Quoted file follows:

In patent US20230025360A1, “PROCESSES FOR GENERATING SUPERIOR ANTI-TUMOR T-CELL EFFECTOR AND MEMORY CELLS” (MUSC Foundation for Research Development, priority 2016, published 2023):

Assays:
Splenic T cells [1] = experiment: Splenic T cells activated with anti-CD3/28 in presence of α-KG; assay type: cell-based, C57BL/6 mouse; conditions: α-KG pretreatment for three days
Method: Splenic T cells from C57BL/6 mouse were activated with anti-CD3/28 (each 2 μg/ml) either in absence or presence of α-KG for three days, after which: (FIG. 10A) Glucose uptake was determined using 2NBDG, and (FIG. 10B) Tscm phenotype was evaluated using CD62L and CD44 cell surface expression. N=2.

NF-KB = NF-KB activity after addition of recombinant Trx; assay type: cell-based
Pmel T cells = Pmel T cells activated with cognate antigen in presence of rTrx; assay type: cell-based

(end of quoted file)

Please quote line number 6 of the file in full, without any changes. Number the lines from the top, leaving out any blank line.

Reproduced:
Pmel T cells = Pmel T cells activated with cognate antigen in presence of rTrx; assay type: cell-based